The Complete Songs of Robert Tannahill Volume IV: Thou Bonnie Wood of Craigielea
£10.99 includes P&P
Released 2017 | Format: CD | ref: CDBAR029 | Usually ships within 1-2 days
“Fred and co have brought the Tannahill songs right back to life…as authentic and fresh as the day they were conceived…flavours of jazz, blues, swing, klezmer and the odd Russian folk tune: the end result being a very thoughtful, respectful an brilliantly executed collection of songs, with beautifully captured vocal performances. I’m sure Robert Tannahill would have it no other way. ” – Ali Hutton (Old Blind Dogs)
“Very impressed with the musical arrangements, with the singing and the overall production of this album…all the songs and singers are perfectly matched…would strongly recommend this outstanding project to all music lovers. ” – Cathal McConnell (Boys of the Lough)
The fourth and penultimate volume in Dr Fred Freeman’s landmark recording series The Complete Songs of Robert Tannahill reflects the breadth of influence that informed the Paisley weaver/poet’s compositions, including elements of Irish, Jewish and baroque music. As ever, these are married with Freeman’s fresh contemporary approach to arrangement and performance, as reflected in his top-drawer musical cast.
Singers include Fiona Hunter, Rod Paterson, Claire Hastings, Ross Kennedy, John Morran, Wendy Weatherby and Brian Ó hEadhra, accompanied by the über-classy instrumental line-up of Aaron Jones, Sandy Brechin, Angus Lyon, Marc Duff, Stewart Hardy, Frank McLaughlin and Adam Bulley.
- Thou Bonnie Wood O Craigielea 2.53
- Fickle Freenship An Caul Misfortune 2.23
- Return O Gallant Sons & Ma Days Hae Flow + Weep Not My Love 4.25
- Shelah, My Darling 2.25
- Unrequited Love & The Fareweel 3.19
- The Worn Sodger 2.31
- Companion of My Youthful Sports 3.10
- Killoch Burn & Ye Dear Romantic Shades 4.14
- The Wandering Bard 2.46
- Loudon’s Bonnie Woods and Braes 2.11
- From the Rude Bustling Camp 2.55
- Laddie, Can Ye Lea Me & O How Can Ye Gang Laddie? 2.53
- Awake My Harp 2.34
- Ye Wooer Lads 2.16
- Ma Ain Kind Dearie, O & Fair-Hair’D Nannie, O 3.32
- The Irish Farmer 2.41
- The Recruiting Service Drum 3.21
- Green Inismore 2.40
- Faithful Ellen More 3.13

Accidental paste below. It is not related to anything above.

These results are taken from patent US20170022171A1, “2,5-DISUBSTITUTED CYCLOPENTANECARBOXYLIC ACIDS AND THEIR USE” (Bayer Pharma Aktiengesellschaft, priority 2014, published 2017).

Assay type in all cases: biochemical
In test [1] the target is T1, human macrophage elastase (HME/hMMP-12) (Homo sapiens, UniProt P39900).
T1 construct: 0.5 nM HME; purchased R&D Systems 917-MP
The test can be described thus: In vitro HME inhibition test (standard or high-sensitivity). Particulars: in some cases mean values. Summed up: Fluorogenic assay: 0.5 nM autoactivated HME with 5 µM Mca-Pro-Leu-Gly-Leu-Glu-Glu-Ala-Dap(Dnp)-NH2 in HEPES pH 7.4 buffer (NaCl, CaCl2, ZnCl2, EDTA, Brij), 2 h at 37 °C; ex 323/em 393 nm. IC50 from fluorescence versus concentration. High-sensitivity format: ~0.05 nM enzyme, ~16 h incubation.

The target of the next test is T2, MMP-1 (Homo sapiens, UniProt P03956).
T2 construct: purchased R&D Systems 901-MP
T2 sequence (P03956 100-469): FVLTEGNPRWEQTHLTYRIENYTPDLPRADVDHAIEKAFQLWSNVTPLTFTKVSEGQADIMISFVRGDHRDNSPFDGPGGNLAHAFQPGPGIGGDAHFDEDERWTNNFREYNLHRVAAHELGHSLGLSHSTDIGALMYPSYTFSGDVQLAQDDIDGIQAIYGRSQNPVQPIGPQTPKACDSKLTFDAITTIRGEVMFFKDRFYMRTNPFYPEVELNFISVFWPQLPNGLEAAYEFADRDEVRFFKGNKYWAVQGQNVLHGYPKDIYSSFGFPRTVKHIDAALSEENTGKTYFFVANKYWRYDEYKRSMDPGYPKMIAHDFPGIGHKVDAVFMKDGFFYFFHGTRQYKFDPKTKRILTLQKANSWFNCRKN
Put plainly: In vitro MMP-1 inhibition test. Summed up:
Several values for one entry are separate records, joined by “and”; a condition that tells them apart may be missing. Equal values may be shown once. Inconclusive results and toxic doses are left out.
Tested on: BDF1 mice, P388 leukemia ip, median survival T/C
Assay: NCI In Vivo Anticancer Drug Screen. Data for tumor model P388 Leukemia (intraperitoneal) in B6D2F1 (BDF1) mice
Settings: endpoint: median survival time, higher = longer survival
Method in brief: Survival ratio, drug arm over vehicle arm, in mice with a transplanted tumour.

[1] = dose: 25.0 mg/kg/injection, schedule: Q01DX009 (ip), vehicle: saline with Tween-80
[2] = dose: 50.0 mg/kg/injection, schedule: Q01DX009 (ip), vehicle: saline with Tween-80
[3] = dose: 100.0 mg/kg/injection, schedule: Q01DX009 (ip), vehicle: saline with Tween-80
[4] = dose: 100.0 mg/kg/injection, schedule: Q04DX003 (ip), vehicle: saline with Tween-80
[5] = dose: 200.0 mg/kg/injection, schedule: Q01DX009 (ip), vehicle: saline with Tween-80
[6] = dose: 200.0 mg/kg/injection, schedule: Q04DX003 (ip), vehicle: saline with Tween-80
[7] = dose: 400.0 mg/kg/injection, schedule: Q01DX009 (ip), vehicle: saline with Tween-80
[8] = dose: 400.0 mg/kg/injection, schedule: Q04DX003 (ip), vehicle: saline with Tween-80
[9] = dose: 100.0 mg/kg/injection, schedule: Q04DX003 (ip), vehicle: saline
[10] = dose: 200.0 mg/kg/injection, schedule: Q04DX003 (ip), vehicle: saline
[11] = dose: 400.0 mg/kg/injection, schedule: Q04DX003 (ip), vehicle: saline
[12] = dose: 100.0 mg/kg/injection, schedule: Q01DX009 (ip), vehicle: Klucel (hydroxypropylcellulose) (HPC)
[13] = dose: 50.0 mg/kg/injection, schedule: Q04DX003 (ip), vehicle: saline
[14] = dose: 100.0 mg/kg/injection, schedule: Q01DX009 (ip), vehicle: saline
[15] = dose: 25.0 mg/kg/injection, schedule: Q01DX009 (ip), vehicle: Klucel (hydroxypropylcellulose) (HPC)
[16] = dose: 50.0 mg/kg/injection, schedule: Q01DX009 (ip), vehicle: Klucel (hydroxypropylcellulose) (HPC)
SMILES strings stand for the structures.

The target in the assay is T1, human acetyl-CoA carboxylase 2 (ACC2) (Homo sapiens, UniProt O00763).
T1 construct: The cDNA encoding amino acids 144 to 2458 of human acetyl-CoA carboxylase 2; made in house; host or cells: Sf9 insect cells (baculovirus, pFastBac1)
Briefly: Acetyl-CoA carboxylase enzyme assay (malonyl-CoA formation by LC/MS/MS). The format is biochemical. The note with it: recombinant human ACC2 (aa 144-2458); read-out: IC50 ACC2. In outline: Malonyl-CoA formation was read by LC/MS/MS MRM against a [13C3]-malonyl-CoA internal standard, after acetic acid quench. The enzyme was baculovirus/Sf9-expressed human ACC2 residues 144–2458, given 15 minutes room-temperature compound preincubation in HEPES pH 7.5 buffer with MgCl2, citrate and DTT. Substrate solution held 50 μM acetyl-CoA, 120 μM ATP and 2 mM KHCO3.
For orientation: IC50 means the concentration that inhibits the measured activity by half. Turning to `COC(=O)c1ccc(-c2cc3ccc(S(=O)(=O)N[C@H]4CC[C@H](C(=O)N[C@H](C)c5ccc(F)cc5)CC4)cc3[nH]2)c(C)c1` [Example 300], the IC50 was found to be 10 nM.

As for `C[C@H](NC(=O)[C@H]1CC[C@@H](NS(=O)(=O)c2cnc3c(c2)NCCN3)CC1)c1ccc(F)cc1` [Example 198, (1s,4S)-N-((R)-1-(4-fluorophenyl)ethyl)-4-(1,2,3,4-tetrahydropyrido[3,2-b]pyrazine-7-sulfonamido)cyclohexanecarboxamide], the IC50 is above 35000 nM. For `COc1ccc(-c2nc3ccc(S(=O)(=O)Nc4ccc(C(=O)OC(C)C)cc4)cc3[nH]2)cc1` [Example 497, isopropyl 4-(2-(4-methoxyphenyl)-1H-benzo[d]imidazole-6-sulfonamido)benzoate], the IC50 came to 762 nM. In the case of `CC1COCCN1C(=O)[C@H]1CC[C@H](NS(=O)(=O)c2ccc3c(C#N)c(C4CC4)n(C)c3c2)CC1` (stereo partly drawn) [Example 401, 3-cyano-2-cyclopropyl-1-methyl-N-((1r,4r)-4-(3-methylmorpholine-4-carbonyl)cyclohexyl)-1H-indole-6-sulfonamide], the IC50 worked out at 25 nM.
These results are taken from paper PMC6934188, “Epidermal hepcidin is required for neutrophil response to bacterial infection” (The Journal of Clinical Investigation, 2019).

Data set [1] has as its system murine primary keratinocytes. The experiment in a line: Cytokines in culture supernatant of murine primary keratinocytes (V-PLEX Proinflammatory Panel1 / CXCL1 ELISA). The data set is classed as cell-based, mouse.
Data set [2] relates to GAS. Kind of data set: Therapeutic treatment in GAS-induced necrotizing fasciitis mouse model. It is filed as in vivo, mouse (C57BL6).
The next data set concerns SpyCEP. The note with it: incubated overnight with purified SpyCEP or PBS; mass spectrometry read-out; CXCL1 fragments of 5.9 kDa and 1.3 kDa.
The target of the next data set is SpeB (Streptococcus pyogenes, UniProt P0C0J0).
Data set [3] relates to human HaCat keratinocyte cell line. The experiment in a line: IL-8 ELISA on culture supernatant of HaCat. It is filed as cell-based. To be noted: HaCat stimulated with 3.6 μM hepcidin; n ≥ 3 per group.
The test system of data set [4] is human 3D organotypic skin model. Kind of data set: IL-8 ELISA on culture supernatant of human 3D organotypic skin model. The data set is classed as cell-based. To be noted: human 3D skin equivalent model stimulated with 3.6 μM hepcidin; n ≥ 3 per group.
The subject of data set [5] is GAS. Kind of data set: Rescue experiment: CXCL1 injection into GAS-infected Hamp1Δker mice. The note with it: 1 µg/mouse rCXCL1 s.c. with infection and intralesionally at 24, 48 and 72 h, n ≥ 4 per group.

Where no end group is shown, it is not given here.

- The Banks O Spey 2.46
The Complete Songs of Robert Tannahill – Vol I Number one of a five album series in a ground-breaking project to record for the first time ever the entire works of this huge Scottish talent: a contemporary of Robert Burns, and Paisley’s most famous son. Produced by the legendary Dr. Fred Freeman, producer of The Complete Songs of Robert Burns. Featuring some of Scotland’s best singers and musicians. – Find out more.
The Complete Songs of Robert Tannahill Vol II The eagerly awaited sequel in the unprecedented five-volume project to record all of Tannahill’s songs, produced by Dr. Fred Freeman and featuring a host of folk luminaries. – Find out more.
The Complete Songs of Robert Tannahill – Vol III The third and, arguably, the best yet in the unprecedented five-volume project to record all of Tannahill’s songs, produced by Dr. Fred Freeman and featuring a host of folk luminaries, with singers including Rod Paterson, Ian Anderson, Nick Keir, Fiona Hunter, Brian Ó hEadhra and Lucy Pringle. – Find out more.
ABOUT ROBERT TANNAHILL
Robert Tannahill (1774-1810) is truly one of Scotland’s greatest songwriters, and yet, despite being considered in the same league as Burns, he has been largely overlooked by history. In an effort to redress this injustice, Sandy Brechin teamed up with renowned producer Dr Fred Freeman, who had previously produced The Complete Songs of Robert Burns 12 volume series, many of which Sandy played accordion on. Together they undertook to do the same for Robert Tannahill, recording for the first time ever all of his songs, even though many of his works are missing or incomplete.
Born in Paisley, Tannahill worked as a weaver, while writing beautiful poems and songs about nature, love and topics of the time with which he sympathised, such as the plight of the Highlanders after the Jacobite rebellions and the Irish immigrants who flooded into Glasgow looking for work, both of whom were discriminated against.
In the same way that Burns was a musician (he played the fiddle) as well as a poet, Tannahill himself played the flute and, like Burns, understood the importance of rhythm and melody in songwriting, and had a similar mastery of the craft.
Tragically, Tannahill committed suicide, partly due to publishers’ rejections, at the young age of 36. A hundred years later, in 1910, despite relative obscurity in his own lifetime, 15,000 people gathered to commemorate his death. Another 100 years later, the bicentennial of his death passed recently without much fanfare. Once again it seems he is being forgotten. Hopefully, this series will awaken consciousness anew in our nation, and possibly further afield, for this hero of our culture.